Friday, October 7, 2011

Rive Gauche Patisserie @ Takashimaya (Ngee Ann City)

Rive Gauche is located near the right entrance of Takashimaya Food Department, around the Beard Papa area, and at the same junction as Takopachi and Tori-Q.

They have a beautiful glass display of their cakes, which are all aesthetically pleasing and look extremely well-prepared.

I had the Strawberry Shortcake ($6) and the Omelette ($2.90), which isn't really an omelette but a banana cream crepe. I do believe they only do take-aways, because I don't recall seeing any seating area for this place.

This is the Strawberry Shortcake in the display, because I expected it to become mangled by the time I brought it home on public transport, and it did:

The cake comes on a silver cardboard, which is much better than Four Leaves' and probably on par with Flor's. It also came in a beautiful brown box with metallic gold print, and I really appreciate packaging.

Like Flor's, Rive Gauche's Strawberry Shortcake comes with their logo card stuck in the top of the cake.

Now, for a comparison with Flor and Four Leaves. Layer-wise, Rive Gauche's has three cake layers, one plain cream layer, and one strawberry+cream layer. This is different from both Flor and Four Leaves, which have 2cake:1strawberry+cream and 3cake:2strawberry+cream layers respectively. I feel that I still prefer Four Leaves' more alternated layer spread-out, but it still provided a more layered and textured feel than Flor's chunky (but yummy) portions.

The cream was far too milky for me, approaching that detestable canned-whipped-cream taste, and the cake wasn't quite sweet enough. Moreover, the strawberries were excessively, unbearably sour. Usually with strawberry shortcakes, I can afford to eat the strawberries separately if I feel like it. But Rive Gauche's strawberries actually made me cringe and go into shock because they were too sour. Also, the cream and cake combination could have been a little sweeter to offset the sourness when taken in one bite.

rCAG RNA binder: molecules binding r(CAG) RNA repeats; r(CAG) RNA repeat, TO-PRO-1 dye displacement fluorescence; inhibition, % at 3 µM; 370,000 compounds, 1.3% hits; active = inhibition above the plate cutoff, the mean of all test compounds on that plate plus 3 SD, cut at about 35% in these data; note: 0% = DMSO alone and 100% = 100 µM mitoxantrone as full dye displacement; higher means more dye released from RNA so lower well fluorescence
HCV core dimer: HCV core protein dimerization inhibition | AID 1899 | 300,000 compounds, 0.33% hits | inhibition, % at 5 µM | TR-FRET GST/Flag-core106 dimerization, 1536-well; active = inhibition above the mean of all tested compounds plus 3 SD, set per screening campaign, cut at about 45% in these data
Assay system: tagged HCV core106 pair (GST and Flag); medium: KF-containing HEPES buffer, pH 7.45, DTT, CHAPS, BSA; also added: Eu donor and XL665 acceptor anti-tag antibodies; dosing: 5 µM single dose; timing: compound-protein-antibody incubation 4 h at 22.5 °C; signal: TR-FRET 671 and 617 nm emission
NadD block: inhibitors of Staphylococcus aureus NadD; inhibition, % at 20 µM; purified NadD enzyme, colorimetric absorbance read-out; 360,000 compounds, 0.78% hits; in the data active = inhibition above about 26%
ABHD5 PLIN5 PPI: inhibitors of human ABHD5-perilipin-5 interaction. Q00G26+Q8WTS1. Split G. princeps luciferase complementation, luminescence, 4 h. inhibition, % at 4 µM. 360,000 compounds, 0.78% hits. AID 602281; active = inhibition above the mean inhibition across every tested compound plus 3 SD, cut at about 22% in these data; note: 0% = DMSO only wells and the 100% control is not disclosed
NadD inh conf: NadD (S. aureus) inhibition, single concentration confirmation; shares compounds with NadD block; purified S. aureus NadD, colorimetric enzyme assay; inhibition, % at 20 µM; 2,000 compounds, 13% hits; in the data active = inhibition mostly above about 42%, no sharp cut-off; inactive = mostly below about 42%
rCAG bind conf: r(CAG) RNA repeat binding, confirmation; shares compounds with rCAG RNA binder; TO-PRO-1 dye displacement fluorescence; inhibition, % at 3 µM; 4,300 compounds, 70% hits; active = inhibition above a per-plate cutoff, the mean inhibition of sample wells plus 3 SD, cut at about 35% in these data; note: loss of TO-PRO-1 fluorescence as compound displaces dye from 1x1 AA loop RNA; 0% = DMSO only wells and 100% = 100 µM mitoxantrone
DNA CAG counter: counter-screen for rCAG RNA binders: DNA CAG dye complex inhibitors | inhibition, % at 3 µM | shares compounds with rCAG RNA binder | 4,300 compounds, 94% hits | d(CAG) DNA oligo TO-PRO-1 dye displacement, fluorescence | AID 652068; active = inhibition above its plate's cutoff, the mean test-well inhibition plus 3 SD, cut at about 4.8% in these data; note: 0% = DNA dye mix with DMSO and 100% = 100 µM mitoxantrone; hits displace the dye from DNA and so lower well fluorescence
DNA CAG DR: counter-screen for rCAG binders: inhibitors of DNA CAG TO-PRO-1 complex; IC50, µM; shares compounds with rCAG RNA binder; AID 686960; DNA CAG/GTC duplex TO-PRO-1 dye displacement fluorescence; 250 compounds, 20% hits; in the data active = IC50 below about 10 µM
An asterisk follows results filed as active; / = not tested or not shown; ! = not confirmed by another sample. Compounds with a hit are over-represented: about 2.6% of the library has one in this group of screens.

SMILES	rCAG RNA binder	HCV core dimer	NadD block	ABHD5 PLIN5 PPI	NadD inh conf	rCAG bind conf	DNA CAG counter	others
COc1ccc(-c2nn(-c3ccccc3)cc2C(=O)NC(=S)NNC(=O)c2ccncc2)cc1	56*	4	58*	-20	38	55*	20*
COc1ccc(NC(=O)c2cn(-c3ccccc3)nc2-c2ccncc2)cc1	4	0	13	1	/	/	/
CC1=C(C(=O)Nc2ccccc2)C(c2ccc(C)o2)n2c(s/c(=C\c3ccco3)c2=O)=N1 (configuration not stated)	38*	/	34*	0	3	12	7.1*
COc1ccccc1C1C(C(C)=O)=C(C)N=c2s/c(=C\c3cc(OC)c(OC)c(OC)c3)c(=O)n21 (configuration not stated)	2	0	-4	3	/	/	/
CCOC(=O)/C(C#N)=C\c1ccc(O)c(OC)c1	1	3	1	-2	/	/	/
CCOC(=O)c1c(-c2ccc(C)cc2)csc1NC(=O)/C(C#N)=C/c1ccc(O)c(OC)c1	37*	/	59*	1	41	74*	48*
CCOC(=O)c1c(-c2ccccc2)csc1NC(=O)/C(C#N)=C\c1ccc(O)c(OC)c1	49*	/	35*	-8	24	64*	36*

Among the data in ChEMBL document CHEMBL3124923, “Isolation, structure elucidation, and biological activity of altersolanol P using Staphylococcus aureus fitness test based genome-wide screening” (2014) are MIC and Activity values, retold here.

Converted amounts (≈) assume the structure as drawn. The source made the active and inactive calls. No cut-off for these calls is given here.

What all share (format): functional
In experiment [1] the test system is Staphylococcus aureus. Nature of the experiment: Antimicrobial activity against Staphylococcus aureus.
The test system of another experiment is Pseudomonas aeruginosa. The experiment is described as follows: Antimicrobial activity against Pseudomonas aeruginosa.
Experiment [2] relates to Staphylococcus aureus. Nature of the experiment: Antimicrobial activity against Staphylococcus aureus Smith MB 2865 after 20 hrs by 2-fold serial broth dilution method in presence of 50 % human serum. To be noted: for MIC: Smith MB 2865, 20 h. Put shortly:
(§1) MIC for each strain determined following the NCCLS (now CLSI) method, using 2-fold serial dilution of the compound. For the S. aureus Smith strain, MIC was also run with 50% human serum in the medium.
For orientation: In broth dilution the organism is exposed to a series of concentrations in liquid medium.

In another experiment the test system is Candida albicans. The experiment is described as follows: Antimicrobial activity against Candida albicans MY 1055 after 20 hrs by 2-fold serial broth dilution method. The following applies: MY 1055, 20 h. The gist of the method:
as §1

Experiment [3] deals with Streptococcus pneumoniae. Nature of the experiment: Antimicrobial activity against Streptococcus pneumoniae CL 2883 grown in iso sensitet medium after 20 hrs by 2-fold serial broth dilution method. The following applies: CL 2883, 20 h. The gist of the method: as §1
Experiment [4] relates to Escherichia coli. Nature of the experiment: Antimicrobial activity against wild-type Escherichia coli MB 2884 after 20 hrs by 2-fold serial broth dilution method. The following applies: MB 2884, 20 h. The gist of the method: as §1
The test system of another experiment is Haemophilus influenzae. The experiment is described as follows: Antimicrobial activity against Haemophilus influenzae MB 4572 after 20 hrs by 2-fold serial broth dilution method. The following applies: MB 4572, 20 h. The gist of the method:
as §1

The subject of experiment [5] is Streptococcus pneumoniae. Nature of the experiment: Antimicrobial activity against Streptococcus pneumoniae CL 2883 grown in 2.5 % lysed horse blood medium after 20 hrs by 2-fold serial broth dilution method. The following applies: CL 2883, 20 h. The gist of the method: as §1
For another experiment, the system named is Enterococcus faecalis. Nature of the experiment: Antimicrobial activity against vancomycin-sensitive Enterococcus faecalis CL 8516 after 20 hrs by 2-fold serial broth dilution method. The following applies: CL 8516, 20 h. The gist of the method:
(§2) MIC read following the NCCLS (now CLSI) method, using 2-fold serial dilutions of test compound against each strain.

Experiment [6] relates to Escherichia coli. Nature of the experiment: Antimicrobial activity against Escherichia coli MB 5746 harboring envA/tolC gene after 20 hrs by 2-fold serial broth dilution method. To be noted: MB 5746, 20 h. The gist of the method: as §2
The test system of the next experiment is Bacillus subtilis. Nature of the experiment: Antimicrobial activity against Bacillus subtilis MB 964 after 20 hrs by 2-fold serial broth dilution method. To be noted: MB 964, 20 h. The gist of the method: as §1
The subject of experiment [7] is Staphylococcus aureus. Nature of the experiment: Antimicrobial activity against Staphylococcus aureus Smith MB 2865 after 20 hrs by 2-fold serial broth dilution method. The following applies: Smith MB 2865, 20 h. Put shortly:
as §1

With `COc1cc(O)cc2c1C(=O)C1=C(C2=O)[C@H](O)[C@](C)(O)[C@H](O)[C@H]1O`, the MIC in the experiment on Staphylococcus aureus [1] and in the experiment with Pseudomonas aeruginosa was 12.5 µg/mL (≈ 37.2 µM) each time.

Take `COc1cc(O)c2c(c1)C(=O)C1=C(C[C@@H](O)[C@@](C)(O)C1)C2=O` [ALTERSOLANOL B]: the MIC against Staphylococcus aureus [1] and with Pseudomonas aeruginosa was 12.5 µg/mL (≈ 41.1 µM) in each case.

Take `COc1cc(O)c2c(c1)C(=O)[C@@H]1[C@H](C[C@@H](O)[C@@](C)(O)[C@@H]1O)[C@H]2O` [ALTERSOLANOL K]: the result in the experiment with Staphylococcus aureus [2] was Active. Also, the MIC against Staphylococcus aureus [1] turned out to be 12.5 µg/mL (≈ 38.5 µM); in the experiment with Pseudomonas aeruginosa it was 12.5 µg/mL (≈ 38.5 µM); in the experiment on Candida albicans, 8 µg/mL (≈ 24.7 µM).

(Not very relevant to the taste, but the cake also has a very yellow tinge to it that looks a little odd in comparison to the creamy pastels of the other two.)

This is the wrapped "Omelette", which is just a banana cream crepe that looks like an omelette from the outside, which is probably where it got its name.

This is the unwrapped "Omelette" with a double-effect applied to it. The crepe itself is thicker than that of Japanese dessert crepes, and was about 3~5mm thick and more soft and fluffy than crispy and toasted. The crepe is perfectly cooked, with no burns whatsoever and a lovely, even yellow colour with slightly browned edges. I quite liked the crepe part because of the unexpected almost cake-like softness to the thin sheet. It was also moderately sweet and not overbearing at all.

This is the split "Omelette", revealing an overload of whipped cream, which as you all know, I hate. This cream didn't manage to reform me either. It was too moist and milky for my liking, and the ratio of cream was too high. I had to go through three mouthfuls of cream before I discovered any banana.

Here is the cross-section of the "Omelette" with a banana part in it. I have nothing much to say about the banana's quality because bananas generally taste the same when chucked together with other foods to make a dessert.

Overall, the "Omelette" wasn't bad per se, but wasn't particularly great or memorable either. I wouldn't buy it again, and I probably would not have bought it earlier if I had thought for a little while longer. I think as always, I was just attracted by its interesting appearance.

On the other hand, this is something I should have gotten. It's called the Sweet Bear, and is basically a "Silky chocolate mousse coated by chocolate glaze with a lovely face on the bear." Quoted directly from the description card. It is exclusive to the Takashimaya branch, and costs $5.80. I do believe it is a special dessert offered to celebrate Takashimaya's 18th Anniversary.

Here's an attempt at a more artistic version. I probably managed to resist this cuteness and opt for the comparatively boring "Omelette" instead only because of my complete lack of cash (and credit, for that matter). Perhaps I'll buy it as an edible gift for someone in the future, because I don't expect much from Rive Gauche in terms of taste after trying two of their menu items.

"Buffets 101" still lies in my post list as an empty draft. I do hope I will get down to writing it eventually, perhaps this weekend? Don't get your hopes up though (I'm not either), because I tend to procrastinate and forget on a minutely basis. Until then,
bon appetit!

FYI, Takashimaya is having an Autumn Hokkaido Fair in their food department. If you would like to know more about it, you can refer to my post on my other blog (click this). I didn't put it here because it's ending in two days' time on the 9th anyway. However, that blog is very different from this one, as its aim is not to review, so I won't really review food like I do here. Also, there is Japanese in that blog, which is basically a translation of the English content. Enjoy, but don't expect proper reviews.

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